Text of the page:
Political news

Elaine Thompson / Associated Press

It’s been a year since the first same-sex couples married in Washington State, and since then about one marriage in six has joined partners of the same sex.

New data from the Washington Department of Health begins to fill out what has changed since December 5, 2012. Some 7,071 same-sex couples have been married in Washington through September 30th, according to the most recent data available from the state Department of Health.

Gabriel Spitzer / KPLU

Some military families can’t get treatment for their children with developmental disabilities, even if it’s prescribed by a doctor. Washington’s senior senator hopes to force a change, even though her efforts have fallen short once before.

The controversy revolves around a therapy called Applied Behavior Analysis, which is widely used to treat children with autism by reinforcing desired behaviors. Tricare, the military insurance provider, does cover it for children diagnosed on the autism spectrum. But the therapy is being prescribed more and more to children with other disabilities, and those populations are not covered.

Associated Press

The issue of tax transparency in Washington is getting fresh attention on the heels of a major tax deal for Boeing. The message Friday at a legislative hearing was that the public deserves to know how much publicly-traded companies pay in state taxes.

Rachel La Corte / Associated Press

Time is running out for Washington lawmakers to agree on a multi-billion dollar roads and transit package. If they don’t act soon, a vote could be delayed for another year, said two key transportation leaders on Thursday.

Senators Tracey Eide, a Democrat, and Curtis King, a Republican, co-chair the Senate transportation committee.

“I’m worried that if we don’t do it in December, I don’t know if we’re going to see it next session,” said Eide, D-Federal Way.

Austin Jenkins / KPLU

Washington voters can expect dueling gun-related measures on next fall’s ballot. Sponsors of a gun rights initiative submitted nearly 350,000 signatures Thursday. 

Thirteen boxes labeled “Save Your Gun: Yes on 591” were loaded onto a cart and trucked into the Washington Secretary of State’s Office. Initiative 591 would prohibit the state from confiscating a gun without due process. It would also bar state background checks that go beyond federal standards.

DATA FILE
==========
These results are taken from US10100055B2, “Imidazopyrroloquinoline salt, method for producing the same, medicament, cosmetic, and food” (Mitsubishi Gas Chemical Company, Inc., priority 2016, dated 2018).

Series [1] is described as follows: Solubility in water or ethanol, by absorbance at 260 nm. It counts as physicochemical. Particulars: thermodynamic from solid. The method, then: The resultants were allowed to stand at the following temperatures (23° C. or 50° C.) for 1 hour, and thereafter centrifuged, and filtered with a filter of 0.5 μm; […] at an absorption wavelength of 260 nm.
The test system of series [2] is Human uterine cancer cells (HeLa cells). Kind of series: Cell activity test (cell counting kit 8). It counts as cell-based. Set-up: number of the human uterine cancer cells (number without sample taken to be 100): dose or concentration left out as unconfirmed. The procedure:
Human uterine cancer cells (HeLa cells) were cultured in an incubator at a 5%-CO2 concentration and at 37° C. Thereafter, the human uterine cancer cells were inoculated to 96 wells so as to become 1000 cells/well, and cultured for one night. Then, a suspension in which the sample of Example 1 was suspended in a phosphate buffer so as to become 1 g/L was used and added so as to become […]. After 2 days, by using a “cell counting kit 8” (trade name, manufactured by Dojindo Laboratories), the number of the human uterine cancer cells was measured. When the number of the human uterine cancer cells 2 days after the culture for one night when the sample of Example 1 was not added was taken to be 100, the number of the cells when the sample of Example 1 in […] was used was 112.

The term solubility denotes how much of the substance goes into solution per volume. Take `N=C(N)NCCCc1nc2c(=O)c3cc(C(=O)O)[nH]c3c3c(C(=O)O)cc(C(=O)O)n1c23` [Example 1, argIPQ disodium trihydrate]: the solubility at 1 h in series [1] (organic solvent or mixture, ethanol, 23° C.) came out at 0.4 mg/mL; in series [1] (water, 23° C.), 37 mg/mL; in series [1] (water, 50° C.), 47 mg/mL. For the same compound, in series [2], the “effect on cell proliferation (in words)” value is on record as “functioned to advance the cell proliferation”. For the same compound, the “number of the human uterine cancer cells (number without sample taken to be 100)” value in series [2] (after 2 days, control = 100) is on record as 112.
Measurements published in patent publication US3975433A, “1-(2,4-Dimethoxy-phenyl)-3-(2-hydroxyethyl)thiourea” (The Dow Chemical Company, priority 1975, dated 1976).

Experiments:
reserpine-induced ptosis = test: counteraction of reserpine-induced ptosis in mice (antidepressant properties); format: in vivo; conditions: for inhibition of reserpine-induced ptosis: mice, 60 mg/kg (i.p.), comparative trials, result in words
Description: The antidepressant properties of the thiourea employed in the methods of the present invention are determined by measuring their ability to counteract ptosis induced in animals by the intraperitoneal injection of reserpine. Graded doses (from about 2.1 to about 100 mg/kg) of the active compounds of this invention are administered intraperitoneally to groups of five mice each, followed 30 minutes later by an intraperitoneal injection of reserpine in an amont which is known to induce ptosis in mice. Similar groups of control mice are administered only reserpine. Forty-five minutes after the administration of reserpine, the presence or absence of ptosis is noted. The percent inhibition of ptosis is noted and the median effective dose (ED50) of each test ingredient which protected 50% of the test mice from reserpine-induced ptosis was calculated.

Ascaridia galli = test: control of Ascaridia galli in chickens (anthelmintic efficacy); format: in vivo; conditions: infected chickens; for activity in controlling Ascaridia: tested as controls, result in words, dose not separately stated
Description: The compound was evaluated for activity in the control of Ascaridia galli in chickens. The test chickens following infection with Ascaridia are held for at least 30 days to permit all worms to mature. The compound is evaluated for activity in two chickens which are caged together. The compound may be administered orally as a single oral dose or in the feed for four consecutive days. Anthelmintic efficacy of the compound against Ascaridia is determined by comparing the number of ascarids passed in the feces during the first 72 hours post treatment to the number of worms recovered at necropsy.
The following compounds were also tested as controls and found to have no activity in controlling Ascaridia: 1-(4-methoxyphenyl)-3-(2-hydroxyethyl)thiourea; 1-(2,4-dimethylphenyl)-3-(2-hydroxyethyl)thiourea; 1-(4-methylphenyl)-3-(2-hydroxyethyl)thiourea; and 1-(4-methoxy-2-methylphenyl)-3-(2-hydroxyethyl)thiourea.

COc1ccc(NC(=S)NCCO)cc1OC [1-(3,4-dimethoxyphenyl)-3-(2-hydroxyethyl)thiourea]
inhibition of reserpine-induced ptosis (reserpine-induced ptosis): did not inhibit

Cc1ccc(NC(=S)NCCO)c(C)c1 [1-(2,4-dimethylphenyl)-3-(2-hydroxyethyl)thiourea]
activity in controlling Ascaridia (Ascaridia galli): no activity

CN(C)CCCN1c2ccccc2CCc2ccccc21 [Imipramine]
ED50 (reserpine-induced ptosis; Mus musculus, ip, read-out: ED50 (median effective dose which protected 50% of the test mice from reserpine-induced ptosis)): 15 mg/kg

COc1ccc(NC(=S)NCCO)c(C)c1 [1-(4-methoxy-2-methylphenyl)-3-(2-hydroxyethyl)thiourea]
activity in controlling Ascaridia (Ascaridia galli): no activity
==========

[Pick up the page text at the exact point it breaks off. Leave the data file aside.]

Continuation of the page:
Andy Wong / AP Photo

The American ambassador to China says he will step down from his post early next year to rejoin his family in Seattle.

Gary Locke says he informed President Barack Obama of his decision when they met earlier this month.

There’s the possibility of another election turnaround.

First there was Kshama Sawant’s dramatic post-election night come-from-behind win over Seattle City Council member Richard Conlin. Now, supporters of Seattle Proposition 1 hope it’s their turn.

Rachel La Corte / Associated Press

State lawmakers are negotiating a proposed gas tax package, a top priority of Gov. Jay Inslee and the Boeing company as it decides where to site the 777X assembly line.

Now that Boeing machinists have rejected a company contract offer, Washington will have to compete with other states to land the 777X. Inslee says approval of a transportation funding measure is essential to positioning the state well.

Rachel La Corte / Associated Press

Senate leaders are proposing a $12.3 billion transportation revenue package that includes a gas tax increase of 11.5 cents.

The proposal was put forth by Senate Transportation Committee co-chair Sen. Curtis King, R-Yakima, and is part of ongoing negotiations between the House and the Senate. 

Mary Altaffer / Associated Press

Bill and Melinda Gates have each contributed $25,000 to the campaign to require background checks for most gun sales in Washington. The couple’s personal contributions late last month helped push the Yes on Initiative 594 campaign over the $1 million mark.